Blood and Debt: War and the Nation-State in Latin America
By Miguel Angel Centeno
Summary written by Eric Brahm, Conflict Research Consortium
Citation: Centeno, Miguel Angel. (2002). Blood and D1ebt: War and the Nation-State in Latin America. University Park, Pa., Pennsylvania State University Press.
Centeno begins with a puzzle, the absence of interstate war in Latin America. The conclusion he develops in the book is that "Latin America was relatively peaceful because it did not form sophisticated political institutions capable of managing wars. No states, no wars. Moreover, given this history, the military as an institution appears to have identified the critical national enemy as an internal one. Given the absence of an external enemy, wars were superfluous." (26) Despite what might be assumed by the repressive history of many Latin American countries, by many measures the state has historically been very weak. The notion of citizenship is lacking as is the physical integration of society, for example. The ability to monopolize the use of violence within the border has not been consistent and tax collection rates less than other, wealthier countries. Why is the Latin American state so ineffectual? Centeno examines the historical circumstances of the development of South American states to understand why the state formation process there did not mimic patterns observed in Europe, which are often at least implicitly assumed to be universal processes.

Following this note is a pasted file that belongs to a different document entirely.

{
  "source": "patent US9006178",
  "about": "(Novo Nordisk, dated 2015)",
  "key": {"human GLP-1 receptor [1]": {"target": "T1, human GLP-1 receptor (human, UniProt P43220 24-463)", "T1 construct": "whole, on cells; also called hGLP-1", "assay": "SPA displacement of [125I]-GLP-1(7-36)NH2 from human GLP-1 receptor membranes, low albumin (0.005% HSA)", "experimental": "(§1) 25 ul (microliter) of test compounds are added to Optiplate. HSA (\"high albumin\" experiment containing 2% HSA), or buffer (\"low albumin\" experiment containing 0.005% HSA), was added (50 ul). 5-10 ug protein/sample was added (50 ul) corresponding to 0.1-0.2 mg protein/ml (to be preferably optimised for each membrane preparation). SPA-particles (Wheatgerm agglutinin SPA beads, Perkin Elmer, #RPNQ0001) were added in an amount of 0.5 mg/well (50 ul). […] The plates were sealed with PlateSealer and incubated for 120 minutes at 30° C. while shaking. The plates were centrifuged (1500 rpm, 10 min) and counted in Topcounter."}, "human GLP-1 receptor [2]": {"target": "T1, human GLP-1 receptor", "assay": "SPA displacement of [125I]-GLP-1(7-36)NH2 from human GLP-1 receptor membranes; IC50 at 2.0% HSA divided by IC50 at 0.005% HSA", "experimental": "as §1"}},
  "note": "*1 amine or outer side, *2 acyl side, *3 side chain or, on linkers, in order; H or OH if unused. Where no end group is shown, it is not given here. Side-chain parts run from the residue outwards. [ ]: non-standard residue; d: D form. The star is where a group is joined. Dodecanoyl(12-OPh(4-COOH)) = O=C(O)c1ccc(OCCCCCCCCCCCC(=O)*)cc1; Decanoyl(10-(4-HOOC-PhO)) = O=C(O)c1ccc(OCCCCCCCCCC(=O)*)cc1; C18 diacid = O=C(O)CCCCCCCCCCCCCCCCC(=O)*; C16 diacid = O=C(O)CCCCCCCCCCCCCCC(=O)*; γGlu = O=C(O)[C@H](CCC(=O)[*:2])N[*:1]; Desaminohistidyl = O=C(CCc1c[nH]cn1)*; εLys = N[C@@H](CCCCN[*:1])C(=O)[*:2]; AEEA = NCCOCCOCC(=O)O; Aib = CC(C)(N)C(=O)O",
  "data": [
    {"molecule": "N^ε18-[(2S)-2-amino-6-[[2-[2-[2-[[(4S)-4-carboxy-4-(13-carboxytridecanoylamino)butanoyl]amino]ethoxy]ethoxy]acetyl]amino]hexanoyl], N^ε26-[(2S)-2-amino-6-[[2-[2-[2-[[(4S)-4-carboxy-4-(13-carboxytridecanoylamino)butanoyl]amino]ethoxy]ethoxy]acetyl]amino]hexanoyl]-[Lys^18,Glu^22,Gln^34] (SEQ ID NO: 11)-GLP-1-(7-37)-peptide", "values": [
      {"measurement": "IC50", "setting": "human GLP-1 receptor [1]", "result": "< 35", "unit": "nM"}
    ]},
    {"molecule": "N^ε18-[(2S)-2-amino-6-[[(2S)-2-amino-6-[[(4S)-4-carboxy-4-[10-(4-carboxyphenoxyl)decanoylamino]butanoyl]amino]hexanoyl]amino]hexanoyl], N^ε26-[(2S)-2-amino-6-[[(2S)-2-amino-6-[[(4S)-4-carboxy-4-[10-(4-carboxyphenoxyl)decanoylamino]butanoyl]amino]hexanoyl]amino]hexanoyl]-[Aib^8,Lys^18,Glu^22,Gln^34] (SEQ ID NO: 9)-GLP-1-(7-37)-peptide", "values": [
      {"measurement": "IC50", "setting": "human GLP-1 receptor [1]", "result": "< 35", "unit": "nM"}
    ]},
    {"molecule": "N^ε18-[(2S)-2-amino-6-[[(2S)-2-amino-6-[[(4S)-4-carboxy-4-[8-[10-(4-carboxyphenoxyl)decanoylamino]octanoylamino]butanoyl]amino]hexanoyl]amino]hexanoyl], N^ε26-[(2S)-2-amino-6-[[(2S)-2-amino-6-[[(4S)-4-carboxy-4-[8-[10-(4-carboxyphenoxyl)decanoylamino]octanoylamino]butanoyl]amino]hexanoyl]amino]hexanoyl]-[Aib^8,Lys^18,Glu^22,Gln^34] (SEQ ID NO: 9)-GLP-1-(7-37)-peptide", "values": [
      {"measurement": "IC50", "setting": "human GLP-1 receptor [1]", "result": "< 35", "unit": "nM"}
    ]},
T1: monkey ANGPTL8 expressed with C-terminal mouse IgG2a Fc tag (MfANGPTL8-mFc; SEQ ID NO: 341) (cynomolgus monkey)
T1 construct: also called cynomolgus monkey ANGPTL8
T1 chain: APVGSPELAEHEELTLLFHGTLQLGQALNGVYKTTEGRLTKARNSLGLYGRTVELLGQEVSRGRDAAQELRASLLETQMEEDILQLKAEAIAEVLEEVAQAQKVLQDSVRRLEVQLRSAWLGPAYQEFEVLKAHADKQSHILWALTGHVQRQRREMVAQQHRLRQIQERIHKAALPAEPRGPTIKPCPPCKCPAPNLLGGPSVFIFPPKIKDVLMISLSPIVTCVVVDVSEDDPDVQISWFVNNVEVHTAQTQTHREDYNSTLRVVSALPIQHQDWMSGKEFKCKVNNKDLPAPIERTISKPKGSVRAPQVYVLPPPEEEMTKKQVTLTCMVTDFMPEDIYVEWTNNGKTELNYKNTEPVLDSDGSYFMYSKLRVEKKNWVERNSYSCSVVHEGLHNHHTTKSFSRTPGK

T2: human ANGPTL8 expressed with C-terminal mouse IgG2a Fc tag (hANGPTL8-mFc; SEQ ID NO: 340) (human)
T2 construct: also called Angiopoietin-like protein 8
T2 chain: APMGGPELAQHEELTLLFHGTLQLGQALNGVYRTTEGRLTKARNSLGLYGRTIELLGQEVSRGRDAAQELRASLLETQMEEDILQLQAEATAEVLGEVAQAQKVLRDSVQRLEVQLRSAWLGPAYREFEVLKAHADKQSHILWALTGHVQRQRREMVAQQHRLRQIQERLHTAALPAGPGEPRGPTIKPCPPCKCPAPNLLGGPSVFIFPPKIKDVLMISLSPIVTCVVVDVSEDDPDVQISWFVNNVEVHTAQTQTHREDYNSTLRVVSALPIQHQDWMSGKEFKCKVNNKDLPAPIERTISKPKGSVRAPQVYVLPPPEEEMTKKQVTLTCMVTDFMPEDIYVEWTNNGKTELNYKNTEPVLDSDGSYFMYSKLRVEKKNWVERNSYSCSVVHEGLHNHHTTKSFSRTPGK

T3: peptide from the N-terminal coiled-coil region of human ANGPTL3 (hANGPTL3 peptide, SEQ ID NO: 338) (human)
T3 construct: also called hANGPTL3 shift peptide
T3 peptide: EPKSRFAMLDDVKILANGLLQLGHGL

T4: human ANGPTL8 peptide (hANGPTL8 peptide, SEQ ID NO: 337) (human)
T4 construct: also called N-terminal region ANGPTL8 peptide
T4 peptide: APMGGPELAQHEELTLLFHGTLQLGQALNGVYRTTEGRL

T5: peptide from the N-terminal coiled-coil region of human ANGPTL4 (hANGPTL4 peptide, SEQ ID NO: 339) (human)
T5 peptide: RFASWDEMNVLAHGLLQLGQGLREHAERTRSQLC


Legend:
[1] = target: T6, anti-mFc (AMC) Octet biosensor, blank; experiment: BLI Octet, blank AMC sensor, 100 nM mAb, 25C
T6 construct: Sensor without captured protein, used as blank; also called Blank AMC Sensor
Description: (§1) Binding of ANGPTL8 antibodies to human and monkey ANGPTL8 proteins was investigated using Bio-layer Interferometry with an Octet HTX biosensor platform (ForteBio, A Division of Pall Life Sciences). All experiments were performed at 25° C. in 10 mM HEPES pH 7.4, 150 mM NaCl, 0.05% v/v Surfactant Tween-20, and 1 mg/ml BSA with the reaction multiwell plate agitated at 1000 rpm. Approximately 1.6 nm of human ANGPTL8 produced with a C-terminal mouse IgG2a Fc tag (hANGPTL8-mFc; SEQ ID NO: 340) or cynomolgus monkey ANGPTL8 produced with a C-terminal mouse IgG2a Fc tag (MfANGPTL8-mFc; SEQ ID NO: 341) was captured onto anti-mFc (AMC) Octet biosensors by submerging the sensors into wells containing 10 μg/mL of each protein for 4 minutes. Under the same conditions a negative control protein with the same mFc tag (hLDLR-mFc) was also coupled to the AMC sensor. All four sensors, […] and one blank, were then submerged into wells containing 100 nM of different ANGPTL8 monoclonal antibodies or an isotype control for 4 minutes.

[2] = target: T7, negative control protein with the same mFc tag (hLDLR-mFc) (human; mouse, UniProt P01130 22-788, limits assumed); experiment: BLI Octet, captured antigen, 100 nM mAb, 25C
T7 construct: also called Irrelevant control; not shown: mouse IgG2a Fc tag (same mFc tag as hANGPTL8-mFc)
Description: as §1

Scholars such as Charles Tilly have pointed to the importance of war in the development of the nation-state. In Latin America, Centeno discusses, interstate war has been a rarity and when it did occur, it was of a limited nature. Significantly, limited war "do[es] not require the political or military mobilization of the society except (and not always) in the euphoric initial moments." (21) As a result, there was not a great need to construct a strong sense of nationalism nor was it necessary to develop state institutions to manage taxation and the conduct of war. Taxation was really not necessary because at the time of their development international financial markets had developed to a degree that they could more easily be tapped by governments.
"As in much of the postcolonial world, states preceded nations in Latin America." (24) Because independence came more from Spanish collapse than strong internal demand, there was little to differentiate the new Latin American states. Nationalism could not be built on difference with one's neighbors, for they were little different. In fact, there were greater divisions within the new states on class and ethnic lines than existed across borders.
The book goes on to examine a range of issues related to state and nation development. It describe patterns of military service and why in Latin America it appears not to have aided much in constructing a national identity. Centeno also describes efforts (or lack thereof) to create citizens.
The book is an important addition to our understanding of the importance of historical circumstances surrounding state formation for its long-term development. It also serves as a welcome caution to the tendency to assume processes of Western development have universal application.